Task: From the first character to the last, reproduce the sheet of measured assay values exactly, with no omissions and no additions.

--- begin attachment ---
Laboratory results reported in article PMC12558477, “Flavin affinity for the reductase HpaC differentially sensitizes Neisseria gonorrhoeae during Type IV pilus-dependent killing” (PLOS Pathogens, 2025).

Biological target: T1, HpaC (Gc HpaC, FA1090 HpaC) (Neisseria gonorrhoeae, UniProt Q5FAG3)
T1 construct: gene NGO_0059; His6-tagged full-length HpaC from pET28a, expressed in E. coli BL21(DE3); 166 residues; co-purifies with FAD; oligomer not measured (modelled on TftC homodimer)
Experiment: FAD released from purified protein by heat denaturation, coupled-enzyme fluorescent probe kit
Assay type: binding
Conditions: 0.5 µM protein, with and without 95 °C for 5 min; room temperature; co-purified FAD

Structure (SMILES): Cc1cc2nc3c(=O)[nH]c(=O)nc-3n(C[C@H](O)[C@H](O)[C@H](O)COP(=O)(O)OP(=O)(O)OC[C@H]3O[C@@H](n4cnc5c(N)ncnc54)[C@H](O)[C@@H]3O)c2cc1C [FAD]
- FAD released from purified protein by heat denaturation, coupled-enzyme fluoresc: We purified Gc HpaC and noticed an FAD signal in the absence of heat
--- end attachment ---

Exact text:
Laboratory results reported in article PMC12558477, “Flavin affinity for the reductase HpaC differentially sensitizes Neisseria gonorrhoeae during Type IV pilus-dependent killing” (PLOS Pathogens, 2025).

Biological target: T1, HpaC (Gc HpaC, FA1090 HpaC) (Neisseria gonorrhoeae, UniProt Q5FAG3)
T1 construct: gene NGO_0059; His6-tagged full-length HpaC from pET28a, expressed in E. coli BL21(DE3); 166 residues; co-purifies with FAD; oligomer not measured (modelled on TftC homodimer)
Experiment: FAD released from purified protein by heat denaturation, coupled-enzyme fluorescent probe kit
Assay type: binding
Conditions: 0.5 µM protein, with and without 95 °C for 5 min; room temperature; co-purified FAD

Structure (SMILES): Cc1cc2nc3c(=O)[nH]c(=O)nc-3n(C[C@H](O)[C@H](O)[C@H](O)COP(=O)(O)OP(=O)(O)OC[C@H]3O[C@@H](n4cnc5c(N)ncnc54)[C@H](O)[C@@H]3O)c2cc1C [FAD]
- FAD released from purified protein by heat denaturation, coupled-enzyme fluoresc: We purified Gc HpaC and noticed an FAD signal in the absence of heat